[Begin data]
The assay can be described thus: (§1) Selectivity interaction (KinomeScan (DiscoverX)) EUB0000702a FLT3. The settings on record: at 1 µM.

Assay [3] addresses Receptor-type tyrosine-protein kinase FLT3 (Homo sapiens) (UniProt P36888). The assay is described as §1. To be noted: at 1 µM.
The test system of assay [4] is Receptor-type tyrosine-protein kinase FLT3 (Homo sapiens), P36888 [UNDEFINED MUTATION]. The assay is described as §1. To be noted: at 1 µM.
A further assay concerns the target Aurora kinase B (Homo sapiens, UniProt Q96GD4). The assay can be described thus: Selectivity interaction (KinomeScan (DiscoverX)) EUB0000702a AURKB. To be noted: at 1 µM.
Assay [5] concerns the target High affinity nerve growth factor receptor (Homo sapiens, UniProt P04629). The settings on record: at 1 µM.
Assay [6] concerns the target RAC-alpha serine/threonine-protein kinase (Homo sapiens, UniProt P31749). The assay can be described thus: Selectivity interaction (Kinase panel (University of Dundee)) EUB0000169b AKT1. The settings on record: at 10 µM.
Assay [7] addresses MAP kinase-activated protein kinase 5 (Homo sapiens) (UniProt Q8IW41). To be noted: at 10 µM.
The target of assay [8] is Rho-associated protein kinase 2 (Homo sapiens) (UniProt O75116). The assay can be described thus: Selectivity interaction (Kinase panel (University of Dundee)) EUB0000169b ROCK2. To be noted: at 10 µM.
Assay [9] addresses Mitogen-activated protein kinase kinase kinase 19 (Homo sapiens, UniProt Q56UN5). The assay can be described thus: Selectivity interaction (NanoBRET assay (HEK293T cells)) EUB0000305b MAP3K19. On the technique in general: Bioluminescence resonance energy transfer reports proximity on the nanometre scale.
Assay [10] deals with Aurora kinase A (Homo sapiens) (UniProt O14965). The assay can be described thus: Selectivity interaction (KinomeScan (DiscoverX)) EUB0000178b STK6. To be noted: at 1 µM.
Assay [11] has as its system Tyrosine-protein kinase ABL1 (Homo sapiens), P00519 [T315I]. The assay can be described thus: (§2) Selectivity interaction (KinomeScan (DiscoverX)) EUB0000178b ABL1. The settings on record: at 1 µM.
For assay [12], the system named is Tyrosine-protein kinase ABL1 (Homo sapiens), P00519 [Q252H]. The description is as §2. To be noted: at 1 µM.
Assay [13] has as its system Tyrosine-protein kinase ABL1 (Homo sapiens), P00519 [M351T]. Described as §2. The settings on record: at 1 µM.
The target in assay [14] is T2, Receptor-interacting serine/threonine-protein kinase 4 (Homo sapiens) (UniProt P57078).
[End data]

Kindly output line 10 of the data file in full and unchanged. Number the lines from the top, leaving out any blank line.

Assay [10] deals with Aurora kinase A (Homo sapiens) (UniProt O14965). The assay can be described thus: Selectivity interaction (KinomeScan (DiscoverX)) EUB0000178b STK6. To be noted: at 1 µM.